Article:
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AN03b/c_The Straws that broke the Camel’s Back. (1854 - 1861) by Mind Map: AN03b/c_The Straws that
broke the Camel’s Back.
(1854 - 1861)
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AN03b/c_The Straws that broke the Camel’s Back. (1854 - 1861)

This mindmap contains the sequence and topic content from a series of activities pursued in class. The content is largely derived from student analysis of documents and the subsequent contributions via a Today’s Meet exercise and class discussion. The link will take you to the Activities.

Abraham Lincoln’s Young Men’s Lyceum Speech (1838)

Dangers of ‘Mob’ rule.

The importance of ‘Law’ to the survival of a democracy.

John Brown’s Trial (1859)

1856: Contributes to “Bleeding Kansas”.

Pottawatomie Massacre

1859: Led raid on Harpers Ferry Federal Arsenal, Va.

Failed in his attempt.

Brought into custody & arrested by troops led by Col. Robert E. Lee.

The speed of the arrest, charge, trial, conviction, and execution.

The charge of ‘Treason’ and the death sentence attached to it as a sign of the Nation’s extreme views on the Slavery question.

Becomes a ‘Martyr’ for others who see the Slave Institution as a moral evil that must be removed “by any means necessary.”

Kansas-Nebraska Act (1854)

Essentially repealed the Missouri Compromise of 1820.

The Missouri Compromise was necessary to resolve the dispute that developed around the admittance of Missouri as a Slave State. Any future state coming from the territories North of latitude 36 degrees, 30 minutes would be free of slavery. Any South of the latitude would allow slavery.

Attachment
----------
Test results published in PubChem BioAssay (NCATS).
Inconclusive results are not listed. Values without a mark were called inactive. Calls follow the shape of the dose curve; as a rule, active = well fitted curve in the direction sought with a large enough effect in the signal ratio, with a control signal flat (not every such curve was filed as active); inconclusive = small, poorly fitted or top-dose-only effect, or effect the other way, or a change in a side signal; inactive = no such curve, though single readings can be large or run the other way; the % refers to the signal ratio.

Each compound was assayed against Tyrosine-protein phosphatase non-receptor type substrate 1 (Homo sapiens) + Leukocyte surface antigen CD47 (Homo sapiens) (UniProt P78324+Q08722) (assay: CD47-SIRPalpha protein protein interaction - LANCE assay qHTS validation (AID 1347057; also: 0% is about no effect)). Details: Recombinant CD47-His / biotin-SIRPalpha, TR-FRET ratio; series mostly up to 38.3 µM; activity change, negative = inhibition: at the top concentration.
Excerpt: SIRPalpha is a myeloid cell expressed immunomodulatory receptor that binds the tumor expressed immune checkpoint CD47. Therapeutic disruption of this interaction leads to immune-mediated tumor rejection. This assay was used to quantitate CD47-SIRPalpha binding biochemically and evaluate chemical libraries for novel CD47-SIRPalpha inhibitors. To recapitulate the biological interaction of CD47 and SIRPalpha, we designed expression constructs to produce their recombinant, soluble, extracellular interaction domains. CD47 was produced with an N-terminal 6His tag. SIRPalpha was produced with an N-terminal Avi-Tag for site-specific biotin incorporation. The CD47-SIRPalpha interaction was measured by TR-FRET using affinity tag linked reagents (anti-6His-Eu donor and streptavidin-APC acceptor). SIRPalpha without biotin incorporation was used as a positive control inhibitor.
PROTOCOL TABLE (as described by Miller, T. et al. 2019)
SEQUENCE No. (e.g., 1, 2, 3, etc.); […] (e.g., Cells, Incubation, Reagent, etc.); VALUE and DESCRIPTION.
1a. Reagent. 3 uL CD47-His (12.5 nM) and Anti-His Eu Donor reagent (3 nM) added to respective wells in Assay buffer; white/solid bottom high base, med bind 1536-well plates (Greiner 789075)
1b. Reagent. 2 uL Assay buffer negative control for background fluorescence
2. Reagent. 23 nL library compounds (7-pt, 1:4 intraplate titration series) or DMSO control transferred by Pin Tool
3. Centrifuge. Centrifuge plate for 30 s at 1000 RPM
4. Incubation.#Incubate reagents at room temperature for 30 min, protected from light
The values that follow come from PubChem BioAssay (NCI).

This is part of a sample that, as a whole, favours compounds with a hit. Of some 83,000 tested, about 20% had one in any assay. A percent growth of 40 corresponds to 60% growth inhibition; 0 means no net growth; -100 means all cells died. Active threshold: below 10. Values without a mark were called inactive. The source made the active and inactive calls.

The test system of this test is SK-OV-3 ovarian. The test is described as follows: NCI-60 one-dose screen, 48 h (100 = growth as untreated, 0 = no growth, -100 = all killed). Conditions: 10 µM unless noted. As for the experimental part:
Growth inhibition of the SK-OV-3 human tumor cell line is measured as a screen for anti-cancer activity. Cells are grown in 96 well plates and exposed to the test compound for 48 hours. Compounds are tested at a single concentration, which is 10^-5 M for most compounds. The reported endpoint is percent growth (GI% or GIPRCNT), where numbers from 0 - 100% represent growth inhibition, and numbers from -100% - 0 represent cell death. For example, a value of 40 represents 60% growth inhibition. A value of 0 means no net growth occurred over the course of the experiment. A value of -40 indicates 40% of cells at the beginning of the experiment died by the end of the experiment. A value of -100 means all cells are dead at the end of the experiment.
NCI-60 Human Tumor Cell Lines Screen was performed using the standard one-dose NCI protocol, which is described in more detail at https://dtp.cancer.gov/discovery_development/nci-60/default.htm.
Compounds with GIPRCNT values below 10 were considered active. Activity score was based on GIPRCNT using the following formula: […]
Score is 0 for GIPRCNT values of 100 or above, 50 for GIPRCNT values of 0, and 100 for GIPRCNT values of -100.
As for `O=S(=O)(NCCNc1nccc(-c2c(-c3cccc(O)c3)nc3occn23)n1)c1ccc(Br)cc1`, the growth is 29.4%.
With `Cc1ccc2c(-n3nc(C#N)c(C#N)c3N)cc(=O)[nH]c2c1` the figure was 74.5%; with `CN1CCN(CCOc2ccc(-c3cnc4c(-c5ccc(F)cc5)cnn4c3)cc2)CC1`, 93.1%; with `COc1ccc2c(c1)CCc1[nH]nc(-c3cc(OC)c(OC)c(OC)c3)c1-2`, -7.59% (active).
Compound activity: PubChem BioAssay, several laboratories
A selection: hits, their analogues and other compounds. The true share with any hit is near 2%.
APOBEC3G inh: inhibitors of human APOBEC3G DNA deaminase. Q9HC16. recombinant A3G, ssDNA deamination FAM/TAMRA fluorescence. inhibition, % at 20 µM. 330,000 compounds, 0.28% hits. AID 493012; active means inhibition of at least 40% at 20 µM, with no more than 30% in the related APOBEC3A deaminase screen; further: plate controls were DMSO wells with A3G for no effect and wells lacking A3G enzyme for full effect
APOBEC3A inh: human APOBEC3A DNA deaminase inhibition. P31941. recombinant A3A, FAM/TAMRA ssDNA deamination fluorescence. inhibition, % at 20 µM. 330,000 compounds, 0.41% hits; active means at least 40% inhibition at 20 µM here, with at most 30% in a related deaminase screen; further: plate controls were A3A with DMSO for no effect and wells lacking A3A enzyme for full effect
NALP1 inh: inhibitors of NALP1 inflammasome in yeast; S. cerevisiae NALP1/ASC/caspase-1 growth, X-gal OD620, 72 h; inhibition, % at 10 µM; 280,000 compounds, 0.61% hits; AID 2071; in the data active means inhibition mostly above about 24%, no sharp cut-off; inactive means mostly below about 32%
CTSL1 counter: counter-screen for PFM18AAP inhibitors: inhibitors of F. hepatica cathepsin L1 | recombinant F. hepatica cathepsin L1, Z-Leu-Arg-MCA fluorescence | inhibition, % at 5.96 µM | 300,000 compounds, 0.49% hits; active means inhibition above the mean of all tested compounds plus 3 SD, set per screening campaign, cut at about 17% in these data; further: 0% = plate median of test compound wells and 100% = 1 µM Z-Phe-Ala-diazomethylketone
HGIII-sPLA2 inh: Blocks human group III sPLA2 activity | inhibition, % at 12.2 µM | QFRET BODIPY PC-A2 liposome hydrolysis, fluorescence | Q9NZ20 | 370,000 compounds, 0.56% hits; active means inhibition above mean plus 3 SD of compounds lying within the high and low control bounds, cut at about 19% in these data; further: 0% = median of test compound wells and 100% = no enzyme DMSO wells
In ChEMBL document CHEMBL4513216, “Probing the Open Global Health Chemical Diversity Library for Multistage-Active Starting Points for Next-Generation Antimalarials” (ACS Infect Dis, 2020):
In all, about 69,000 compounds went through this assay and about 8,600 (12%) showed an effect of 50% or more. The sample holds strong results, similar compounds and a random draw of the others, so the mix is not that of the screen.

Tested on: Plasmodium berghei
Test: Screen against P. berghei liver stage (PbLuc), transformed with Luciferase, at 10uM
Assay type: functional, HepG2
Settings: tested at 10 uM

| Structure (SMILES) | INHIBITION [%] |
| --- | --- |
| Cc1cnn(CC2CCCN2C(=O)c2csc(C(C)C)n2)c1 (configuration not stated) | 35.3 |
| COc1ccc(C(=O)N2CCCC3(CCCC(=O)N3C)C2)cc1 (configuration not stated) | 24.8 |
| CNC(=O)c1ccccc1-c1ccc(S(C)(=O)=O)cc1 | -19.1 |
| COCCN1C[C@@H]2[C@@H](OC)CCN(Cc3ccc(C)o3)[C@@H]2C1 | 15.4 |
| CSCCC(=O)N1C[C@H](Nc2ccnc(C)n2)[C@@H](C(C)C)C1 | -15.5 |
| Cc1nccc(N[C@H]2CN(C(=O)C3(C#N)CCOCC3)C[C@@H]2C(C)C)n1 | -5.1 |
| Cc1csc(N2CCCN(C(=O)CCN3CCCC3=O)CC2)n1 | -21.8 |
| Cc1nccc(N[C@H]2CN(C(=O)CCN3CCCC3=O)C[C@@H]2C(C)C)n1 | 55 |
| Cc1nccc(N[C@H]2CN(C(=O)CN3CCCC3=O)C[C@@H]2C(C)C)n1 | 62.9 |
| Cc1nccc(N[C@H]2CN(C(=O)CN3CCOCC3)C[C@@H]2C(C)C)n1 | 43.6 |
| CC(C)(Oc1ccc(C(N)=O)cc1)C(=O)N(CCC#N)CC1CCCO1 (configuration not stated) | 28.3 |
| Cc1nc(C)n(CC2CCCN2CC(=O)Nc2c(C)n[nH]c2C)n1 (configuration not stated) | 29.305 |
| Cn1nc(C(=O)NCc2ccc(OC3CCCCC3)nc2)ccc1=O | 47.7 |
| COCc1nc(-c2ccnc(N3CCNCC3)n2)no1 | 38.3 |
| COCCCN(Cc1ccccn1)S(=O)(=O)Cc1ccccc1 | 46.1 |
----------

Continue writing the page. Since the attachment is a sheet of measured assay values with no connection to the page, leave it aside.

“Popular Sovereignty” was the tool by which this Act overturned The Missouri Compromise and the essence of the North-West Ordinance Act of 1787.

Birth of the Republican Party (1856)

Made up of former members of the Democratic Party and Whig Party., Abraham Lincoln is an early member. He defects from the Whig Party., Lincoln receives party nomination to run in 1858 Illinois Senate race against Democrat Stephen Douglas., “House Divided Speech”

Dred Scott Case (1857)

Supreme Court

Chief Justice Taney

Does a slave living in ‘free’ territory have the right to be free?

No!, The US Constitution protects property rights regardless of the location of the property., Slaves are property., Slaves are not citizens, Non-citizens cannot bring suit in US Courts.

Lincoln - Douglas Debates (1858)

Series of debates between the leading candidates in the Illinois Senate race of 1858.

Held over a period of time in seven Illinois towns/ cities.

Lincoln’s Stance?

Kansas-Nebrask Act, and Popular Sovereignty, are attempts by a small group to overturn established law dating to the founding fathers.

Douglas is a willing participant and planner of attempts to undermine established law and the essence of the Declaration of Independence.

Douglas’ Stance?

Popular Sovereignty allows people to decide the slave question in a “Democratic” fashion.

Lincoln is not consistent in his views on the Negro race and the slave institution.

Abraham Lincoln’s 1st Inaugural Address (1861)